SOME of the biggest names in journalism will be gathering at Bournemouth University for the annual NCTJ Journalism Skills conference later this month.
The conference on November 27-28 will see delegates debate good practice, exchange ideas and discuss key issues in the industry.
And BU students will be filming, blogging and tweeting the action.
The conference will kick-off with a session on Journalism and the Digital Landscape, inspired by the latest findings on the state of the creative industries. The panel will comprise Pete Clifton from Microsoft, Peter Bale, CNN and Liisa Rohumaa, formerly at ft.com and now a senior practice fellow at Bournemouth University.
Changing business models and the impact on skills of economic constraints will also be debated by a panel of regional news editors: Tom Thomson from Herald and
Tribune Group, Bournemouth Echo Deputy Editor Andy Martin and Frank le Duc, who will give the perspective from local TV, as well as input from the Huffington Post.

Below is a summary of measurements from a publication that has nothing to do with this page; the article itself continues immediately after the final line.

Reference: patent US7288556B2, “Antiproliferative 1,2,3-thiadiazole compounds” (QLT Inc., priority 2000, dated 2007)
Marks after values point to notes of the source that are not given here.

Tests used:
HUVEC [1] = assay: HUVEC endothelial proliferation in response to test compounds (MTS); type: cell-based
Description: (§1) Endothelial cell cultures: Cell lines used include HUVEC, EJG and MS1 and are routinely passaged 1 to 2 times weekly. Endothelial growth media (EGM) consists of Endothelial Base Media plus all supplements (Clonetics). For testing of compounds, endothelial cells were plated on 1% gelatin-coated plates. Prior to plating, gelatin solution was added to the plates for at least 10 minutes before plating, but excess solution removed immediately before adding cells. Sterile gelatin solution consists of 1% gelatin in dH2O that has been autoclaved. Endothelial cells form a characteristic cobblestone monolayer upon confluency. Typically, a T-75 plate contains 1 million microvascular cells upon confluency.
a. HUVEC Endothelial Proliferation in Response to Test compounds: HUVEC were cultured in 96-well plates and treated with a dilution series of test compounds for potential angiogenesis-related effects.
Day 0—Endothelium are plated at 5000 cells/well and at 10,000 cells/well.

The first day will conclude with an awards dinner at the art deco Print Room in Bournemouth where the host will be ITV news anchor Mark Austin (right), who started his career at the Bournemouth Echo.
Day two will look ahead to ways the industry can lead and direct the shape of journalism education with contributions from Ian Murray, president of the Society of Editors and editor in chief at the Southampton Daily Echo, and BU former practitioner in residence, Jake Wallis Simons, features writer at the Sunday Telegraph.
The conference will close with a debate about the key issue of ethics and how we train responsible professionals, with speakers from The Guardian (Sandra Laville, crime correspondent), CNN’s digital business desk (Ollie Joy) and the BBC College of Journalism (Andrew Wilson).
Dr Karen Fowler-Watt, associate dean of journalism and communication at Bournemouth University, said: “It is always good to get together, to share ideas and reflect on what we do - but never has it been more important to do so than now, when the pace of change has quickened and the challenges are more diverse.” She added: “The appetite amongst young people to train as journalists shows no sign of dwindling – we hope the conference will give the profession a glowing health check and a boost of confidence for the post-Leveson era.”